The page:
Rebleeds Common Post-Capsule Endoscopy for Obscure GI Bleeds
Close follow-up may be needed even after negative capsule endoscopy for obscure GI bleeding
TUESDAY, Dec. 30, 2014 (HealthDay News) -- Nearly one-third of patients who undergo capsule endoscopy (CE) for obscure gastrointestinal bleeding (OGIB) have rebleeding a year or more later, according to research published online Dec. 15 in the Journal of Digestive Diseases.
Wei Tan, of the Shanghai Jiaotong University School of Medicine, and colleagues conducted a retrospective study of 372 consecutive patients who underwent CE for OGIB from June 2002 to January 2012. Long-term outcomes and risk factors associated with rebleeding were examined.
The researchers found that rebleeding occurred in 28.6 percent of patients at 12 to 112 months after CE (median, 48 months). According to multivariate analysis, CE positive findings (hazard ratio [HR], 3.393; 95 percent confidence interval [CI], 1.931 to 5.963); anticoagulants, antiplatelet, or nonsteroidal anti-inflammatory drug use after CE (HR, 2.851; 95 percent CI, 1.433 to 5.674); nonspecific treatments (HR, 2.5; 95 percent CI, 1.625 to 3.848); age ≥60 years (HR, 2.473; 95 percent CI, 1.576 to 3.881); and hemoglobin levels ≤7g/dL before CE (HR, 2.01; 95 percent CI, 1.261 to 3.206) were independently associated with risk of rebleeding. In univariate analysis, chronic hepatitis was independently associated with rebleeding in patients with negative findings on CE.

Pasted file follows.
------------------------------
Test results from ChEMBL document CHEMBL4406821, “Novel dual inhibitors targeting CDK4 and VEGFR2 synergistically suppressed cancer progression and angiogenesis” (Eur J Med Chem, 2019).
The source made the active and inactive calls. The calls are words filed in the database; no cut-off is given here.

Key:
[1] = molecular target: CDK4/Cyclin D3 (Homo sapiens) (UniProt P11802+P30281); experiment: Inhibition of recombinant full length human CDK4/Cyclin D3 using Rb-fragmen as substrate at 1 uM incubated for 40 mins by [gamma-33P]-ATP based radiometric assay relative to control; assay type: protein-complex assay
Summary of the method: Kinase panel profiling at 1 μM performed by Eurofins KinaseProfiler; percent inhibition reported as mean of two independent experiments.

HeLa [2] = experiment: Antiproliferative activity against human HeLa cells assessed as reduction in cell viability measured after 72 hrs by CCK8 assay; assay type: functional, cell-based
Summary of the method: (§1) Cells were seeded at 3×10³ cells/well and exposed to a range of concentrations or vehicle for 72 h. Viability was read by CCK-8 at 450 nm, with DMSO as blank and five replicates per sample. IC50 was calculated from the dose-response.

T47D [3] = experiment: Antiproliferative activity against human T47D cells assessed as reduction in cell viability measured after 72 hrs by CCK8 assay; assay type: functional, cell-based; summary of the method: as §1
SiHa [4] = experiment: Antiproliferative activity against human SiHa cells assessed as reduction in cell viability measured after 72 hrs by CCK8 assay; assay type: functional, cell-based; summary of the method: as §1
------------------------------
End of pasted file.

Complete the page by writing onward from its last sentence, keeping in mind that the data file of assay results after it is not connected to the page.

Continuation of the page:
"Further investigation and close follow-up in patients with OGIB and CE negative patients is necessary," the authors write.